The Fukushima Daiichi plant reported that once they detected seismic activity they began the fission shutdown process. Inserting the control rods successfully stopped the primary fission process in all 6 reactors. Within the fuel rods though are highly-radioactive elements that continue decaying and radiating large amounts of heat.

There is also the issue of hydrogen gas buildup as a result of water oxidizing with the metals in the reactor. Hydrogen gas is very flammable and can be cause for more troubles.

Something unclear? Science need a little tweaking? Let me know in the comments.

Monday, March 7, 2011

Two of a Kind Deaths

1967 and Wisconsin lost the race. The bid for the United States National Accelerator Laboratory, more commonly known as Fermilab, went to Illinois. Construction of the 3.9 mile in circumference proton smashing particle accelerator marked the opening of one door and the closing of another.


MURA-The Midwestern University Research Association disbands and leaves a legacy that would continue until present day. The Synchrotron Radiation Center-a successor to Tantalus.

MURA's mission after the 1950's was to bring a high-energy physics presence to the midwest. Through a consortium of around 20 universities the physicists were able to land Fermilab near Chicago. This marked the end of MURA as an organized group. Many of the MURA physicists, based in Madison, left in numbers to build our nation's biggest particle accelerator.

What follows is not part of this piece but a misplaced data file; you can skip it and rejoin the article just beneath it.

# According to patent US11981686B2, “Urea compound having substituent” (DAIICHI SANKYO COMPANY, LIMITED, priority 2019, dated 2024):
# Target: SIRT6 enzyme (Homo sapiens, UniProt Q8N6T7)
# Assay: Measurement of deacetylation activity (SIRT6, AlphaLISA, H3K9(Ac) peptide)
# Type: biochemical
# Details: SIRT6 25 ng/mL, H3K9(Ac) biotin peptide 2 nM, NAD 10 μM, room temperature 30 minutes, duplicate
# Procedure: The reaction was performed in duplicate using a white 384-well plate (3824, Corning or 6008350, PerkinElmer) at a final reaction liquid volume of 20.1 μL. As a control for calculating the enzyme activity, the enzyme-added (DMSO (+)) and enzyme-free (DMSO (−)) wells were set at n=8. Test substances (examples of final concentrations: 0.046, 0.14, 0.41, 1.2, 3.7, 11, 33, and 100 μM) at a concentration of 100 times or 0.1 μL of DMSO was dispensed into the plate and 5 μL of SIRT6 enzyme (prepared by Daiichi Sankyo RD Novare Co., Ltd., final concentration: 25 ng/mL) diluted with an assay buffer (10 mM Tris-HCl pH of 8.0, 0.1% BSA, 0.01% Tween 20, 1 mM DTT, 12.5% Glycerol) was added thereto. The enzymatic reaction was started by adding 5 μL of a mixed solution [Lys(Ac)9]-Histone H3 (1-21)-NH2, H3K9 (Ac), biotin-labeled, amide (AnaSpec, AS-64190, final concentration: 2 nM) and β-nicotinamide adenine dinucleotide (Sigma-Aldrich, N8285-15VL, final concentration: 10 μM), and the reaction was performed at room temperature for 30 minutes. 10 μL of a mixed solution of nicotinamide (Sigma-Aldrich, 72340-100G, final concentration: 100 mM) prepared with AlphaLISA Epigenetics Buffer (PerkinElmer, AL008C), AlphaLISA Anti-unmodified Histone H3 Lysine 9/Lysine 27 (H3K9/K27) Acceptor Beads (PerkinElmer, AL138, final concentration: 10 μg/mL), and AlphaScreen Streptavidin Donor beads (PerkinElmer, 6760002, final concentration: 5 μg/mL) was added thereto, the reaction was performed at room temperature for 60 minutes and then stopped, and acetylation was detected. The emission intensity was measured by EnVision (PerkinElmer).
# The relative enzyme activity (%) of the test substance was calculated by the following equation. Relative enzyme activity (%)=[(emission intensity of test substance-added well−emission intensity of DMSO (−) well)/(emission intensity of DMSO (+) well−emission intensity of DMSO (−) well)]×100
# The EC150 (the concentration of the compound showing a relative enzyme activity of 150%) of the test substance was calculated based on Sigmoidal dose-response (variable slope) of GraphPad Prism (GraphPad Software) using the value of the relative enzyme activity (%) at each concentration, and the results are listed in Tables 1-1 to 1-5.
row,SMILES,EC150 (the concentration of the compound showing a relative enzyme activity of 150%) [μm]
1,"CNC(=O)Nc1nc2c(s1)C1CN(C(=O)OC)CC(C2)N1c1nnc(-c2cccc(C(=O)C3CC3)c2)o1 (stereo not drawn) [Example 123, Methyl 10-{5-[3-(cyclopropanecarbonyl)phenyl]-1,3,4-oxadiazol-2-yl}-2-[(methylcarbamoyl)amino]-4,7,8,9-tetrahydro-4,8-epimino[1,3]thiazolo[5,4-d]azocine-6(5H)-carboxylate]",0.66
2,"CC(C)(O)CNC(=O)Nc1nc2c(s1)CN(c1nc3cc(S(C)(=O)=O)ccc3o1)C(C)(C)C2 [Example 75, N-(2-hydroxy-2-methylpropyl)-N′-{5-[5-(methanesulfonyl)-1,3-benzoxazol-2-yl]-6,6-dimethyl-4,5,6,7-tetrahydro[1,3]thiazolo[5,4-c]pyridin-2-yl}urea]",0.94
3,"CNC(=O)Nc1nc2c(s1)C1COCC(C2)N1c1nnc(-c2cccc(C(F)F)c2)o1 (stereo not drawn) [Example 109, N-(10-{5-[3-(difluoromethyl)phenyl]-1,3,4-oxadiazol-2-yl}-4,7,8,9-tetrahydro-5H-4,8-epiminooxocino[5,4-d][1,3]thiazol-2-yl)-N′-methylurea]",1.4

One of the early MURA tinkerings with particle accelerators in Madison 1957

A few stayed behind and started a new breed of accelerators and through several serendipitous events, they too marked a place in history. Known as Tantalus, the physicists created the first light producing accelerator dedicated for researchers using light to study matter in 1968.

Particle Collider vs. Light Source

The word particle accelerator has come to take on a dual personality. While the machines that we've heard of such as CERN or Fermilab do accelerate particles, they are of a different and extravagant breed of machines.

Accelerators such as CERN whirl protons in opposite directions around a race-track near the speed of light. The scientists and builders aim to witness a cosmic collision of forces. Why?

If you wanted to know how a watch works, you could smash two of them together and see what parts and pieces come flying out. The same is true for small constituent parts of matter, such as protons. These efforts attempts to scratch our itch to better understand what our world is really made of.

A microscopic colossal collision. Two protons smashing head-on and their resultant splatter

Light sources are of a more practical breed. Instead of smashing, they whirl particles around the racetrack. Not nearly as exciting as an epic collision but quite useful. Every time something like an electron goes around a corner at fast speeds, it emits light. This light is used to study matter, like a microscope. Scroll down a few posts until you see the ipod. Most of those technologies came from light source research.